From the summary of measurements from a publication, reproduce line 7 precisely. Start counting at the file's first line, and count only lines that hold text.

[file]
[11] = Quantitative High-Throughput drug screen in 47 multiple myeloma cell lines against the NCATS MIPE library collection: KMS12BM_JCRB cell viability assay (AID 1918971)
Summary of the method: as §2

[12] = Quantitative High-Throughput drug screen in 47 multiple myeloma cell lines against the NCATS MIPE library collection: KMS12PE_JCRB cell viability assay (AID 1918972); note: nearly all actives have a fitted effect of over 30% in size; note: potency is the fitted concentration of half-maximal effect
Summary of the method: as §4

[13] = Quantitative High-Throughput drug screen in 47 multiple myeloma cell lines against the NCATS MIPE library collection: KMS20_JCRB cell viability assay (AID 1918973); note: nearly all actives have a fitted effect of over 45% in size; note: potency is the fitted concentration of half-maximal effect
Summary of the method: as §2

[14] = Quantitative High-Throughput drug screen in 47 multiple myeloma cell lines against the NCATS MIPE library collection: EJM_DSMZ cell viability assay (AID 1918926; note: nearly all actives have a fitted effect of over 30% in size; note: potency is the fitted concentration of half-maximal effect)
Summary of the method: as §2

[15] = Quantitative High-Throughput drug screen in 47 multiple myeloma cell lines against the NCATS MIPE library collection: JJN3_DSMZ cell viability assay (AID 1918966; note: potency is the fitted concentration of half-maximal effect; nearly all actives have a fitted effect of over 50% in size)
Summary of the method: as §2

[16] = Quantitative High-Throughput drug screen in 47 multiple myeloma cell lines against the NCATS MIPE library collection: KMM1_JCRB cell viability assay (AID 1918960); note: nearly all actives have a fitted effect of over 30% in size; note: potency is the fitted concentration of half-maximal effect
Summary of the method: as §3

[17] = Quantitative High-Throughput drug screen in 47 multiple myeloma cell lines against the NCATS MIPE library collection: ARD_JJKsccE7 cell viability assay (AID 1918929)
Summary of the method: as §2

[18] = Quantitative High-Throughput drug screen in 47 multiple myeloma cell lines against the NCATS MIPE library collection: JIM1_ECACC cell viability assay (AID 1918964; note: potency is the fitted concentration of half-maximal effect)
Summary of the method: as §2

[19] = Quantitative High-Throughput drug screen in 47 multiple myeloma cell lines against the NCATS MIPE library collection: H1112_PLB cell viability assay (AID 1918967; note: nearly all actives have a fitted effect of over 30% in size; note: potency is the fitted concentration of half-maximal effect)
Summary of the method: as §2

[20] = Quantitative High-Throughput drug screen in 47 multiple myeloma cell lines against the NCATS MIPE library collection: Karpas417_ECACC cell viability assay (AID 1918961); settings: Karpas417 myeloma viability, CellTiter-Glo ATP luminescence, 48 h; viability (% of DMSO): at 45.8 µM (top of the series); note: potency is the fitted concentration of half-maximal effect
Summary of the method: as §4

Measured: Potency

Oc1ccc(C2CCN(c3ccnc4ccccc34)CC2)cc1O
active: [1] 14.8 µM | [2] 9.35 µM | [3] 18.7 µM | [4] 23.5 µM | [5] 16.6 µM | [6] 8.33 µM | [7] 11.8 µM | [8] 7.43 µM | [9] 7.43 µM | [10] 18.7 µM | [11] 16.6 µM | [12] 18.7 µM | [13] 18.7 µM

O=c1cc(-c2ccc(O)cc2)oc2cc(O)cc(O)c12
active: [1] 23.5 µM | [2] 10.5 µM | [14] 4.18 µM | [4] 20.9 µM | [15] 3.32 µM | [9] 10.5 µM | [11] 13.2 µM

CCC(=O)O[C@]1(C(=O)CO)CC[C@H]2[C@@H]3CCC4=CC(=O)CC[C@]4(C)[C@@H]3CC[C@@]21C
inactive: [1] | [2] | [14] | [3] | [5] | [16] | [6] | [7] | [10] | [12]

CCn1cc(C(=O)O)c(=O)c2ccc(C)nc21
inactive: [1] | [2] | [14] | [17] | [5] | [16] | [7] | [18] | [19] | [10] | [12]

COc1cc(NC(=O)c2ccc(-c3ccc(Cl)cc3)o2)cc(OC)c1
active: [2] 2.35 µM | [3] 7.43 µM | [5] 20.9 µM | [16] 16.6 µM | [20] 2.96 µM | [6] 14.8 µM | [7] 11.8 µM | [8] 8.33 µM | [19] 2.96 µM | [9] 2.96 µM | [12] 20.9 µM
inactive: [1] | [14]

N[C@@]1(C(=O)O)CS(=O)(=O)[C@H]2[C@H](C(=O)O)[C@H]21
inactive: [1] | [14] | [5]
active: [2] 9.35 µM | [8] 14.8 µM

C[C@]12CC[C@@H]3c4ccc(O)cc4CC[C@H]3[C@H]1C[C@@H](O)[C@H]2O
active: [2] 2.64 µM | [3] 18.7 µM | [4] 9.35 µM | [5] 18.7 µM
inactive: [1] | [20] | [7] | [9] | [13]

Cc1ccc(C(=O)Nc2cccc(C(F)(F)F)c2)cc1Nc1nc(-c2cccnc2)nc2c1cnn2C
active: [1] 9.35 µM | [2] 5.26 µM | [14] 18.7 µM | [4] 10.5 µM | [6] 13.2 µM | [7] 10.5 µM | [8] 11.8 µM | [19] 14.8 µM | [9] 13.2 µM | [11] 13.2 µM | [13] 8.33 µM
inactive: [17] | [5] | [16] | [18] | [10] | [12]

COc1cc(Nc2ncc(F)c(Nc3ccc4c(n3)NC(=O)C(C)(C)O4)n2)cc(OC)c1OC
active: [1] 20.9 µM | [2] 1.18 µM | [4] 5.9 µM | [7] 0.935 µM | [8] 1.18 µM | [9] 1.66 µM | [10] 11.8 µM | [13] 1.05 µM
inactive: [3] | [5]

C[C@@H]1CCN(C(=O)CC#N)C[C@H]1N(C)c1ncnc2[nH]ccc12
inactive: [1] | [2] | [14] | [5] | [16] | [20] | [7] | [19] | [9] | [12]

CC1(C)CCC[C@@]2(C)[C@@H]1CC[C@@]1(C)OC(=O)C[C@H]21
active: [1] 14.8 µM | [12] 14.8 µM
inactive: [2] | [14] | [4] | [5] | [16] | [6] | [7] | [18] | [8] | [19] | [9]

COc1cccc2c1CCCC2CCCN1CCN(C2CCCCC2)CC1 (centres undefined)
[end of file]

[14] = Quantitative High-Throughput drug screen in 47 multiple myeloma cell lines against the NCATS MIPE library collection: EJM_DSMZ cell viability assay (AID 1918926; note: nearly all actives have a fitted effect of over 30% in size; note: potency is the fitted concentration of half-maximal effect)